I ramble up, finding an adequate face and fire a few ice screws into the ancient blue, equalize, toss down rope, rappel. We take turns making laps up the ice, swinging our tools, kicking our toes, each sending a spray of ice. Swing, swing. Kick, kick.
We talk about the long-lost summer and the passing of autumn. We talk about the winter opening around us. But mostly we talk about being here, now.
Eventually with arms burning and legs wobbly, pant legs sporting a few new crampon gashes and our rope turning icy, we pause to watch the other climbers. Many are trying ice climbing for the first time, and they work through the movements with encouragement from below. The clouds part and the fresh snow on the mountains around us gleams in the sun. The ice moves unperceivably beneath us. The wheel never stops turning.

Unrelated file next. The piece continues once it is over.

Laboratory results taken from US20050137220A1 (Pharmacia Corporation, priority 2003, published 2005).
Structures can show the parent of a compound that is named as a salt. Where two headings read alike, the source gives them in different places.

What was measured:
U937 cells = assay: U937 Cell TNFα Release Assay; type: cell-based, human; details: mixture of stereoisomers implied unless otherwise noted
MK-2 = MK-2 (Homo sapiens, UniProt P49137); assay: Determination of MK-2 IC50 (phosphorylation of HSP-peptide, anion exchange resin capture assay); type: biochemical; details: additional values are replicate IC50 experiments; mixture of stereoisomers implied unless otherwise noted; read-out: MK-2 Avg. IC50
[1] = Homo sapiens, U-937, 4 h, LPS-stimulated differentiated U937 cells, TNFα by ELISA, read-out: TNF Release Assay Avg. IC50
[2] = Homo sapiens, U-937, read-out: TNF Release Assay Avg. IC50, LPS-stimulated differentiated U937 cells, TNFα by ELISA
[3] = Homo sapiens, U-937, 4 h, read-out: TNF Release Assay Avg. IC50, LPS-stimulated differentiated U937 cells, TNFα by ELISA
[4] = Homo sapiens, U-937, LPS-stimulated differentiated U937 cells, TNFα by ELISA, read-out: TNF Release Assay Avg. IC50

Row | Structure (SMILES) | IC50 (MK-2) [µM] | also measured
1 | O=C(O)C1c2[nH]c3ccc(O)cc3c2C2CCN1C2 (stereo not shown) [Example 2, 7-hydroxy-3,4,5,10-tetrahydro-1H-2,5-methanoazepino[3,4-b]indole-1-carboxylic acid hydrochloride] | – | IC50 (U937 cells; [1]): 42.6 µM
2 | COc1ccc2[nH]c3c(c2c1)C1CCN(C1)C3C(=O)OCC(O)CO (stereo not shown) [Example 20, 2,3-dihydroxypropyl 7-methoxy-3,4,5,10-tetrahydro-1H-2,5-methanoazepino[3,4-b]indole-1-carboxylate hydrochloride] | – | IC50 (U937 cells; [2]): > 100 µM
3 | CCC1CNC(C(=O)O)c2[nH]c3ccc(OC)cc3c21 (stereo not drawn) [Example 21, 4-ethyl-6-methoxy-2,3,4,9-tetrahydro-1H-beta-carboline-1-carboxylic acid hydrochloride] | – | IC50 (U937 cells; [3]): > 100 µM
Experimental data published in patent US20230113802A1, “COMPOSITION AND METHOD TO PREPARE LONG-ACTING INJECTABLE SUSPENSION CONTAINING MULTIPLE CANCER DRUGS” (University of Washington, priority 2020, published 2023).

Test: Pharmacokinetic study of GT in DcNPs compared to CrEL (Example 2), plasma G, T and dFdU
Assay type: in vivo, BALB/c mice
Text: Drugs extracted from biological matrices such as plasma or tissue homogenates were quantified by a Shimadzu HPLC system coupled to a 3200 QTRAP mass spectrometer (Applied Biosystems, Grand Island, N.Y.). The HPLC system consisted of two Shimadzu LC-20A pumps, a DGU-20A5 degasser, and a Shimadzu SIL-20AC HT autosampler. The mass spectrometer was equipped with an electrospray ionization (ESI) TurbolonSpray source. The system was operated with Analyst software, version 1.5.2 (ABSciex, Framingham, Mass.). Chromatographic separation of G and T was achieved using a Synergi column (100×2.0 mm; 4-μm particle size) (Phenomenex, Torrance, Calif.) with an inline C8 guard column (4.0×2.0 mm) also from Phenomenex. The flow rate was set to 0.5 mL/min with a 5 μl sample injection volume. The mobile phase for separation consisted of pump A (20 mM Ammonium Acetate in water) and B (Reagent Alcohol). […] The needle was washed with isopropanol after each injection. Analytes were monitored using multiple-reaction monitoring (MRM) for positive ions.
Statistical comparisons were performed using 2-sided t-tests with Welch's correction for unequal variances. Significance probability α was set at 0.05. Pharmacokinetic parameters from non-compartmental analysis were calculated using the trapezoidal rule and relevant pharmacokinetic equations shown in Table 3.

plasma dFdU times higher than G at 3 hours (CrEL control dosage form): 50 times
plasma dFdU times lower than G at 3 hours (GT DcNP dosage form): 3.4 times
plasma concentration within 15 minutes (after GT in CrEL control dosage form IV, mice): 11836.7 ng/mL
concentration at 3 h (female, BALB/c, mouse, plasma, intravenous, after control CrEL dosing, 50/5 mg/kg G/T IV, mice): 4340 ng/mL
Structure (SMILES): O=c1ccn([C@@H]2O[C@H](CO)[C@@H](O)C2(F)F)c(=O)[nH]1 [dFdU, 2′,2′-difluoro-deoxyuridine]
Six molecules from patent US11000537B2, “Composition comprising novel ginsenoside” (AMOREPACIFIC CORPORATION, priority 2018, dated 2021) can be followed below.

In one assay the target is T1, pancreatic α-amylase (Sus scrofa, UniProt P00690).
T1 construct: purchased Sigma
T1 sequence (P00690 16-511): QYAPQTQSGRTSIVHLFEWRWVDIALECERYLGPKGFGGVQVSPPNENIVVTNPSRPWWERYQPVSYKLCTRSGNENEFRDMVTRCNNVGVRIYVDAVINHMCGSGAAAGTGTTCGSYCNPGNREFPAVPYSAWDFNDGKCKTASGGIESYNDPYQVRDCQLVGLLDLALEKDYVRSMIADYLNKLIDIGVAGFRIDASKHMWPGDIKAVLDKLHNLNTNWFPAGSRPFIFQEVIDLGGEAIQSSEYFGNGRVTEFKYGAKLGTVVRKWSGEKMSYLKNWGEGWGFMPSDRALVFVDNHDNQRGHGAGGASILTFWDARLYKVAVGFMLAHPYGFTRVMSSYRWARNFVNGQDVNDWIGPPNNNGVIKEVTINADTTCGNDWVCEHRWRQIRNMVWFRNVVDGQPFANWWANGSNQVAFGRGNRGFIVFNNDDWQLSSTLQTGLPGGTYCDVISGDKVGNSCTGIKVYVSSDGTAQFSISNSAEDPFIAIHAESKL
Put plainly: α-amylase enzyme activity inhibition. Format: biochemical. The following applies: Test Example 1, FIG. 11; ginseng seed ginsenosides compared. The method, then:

Joy abounds in the margins, in the in-between of this shoulder season.
Swing, swing. Kick, kick. Here, now.
Nick Belcaster lives, writes and plays in Washington State and is typically found above tree-line, refining the art of scree skiing and warding off hungry alpine snafflehounds.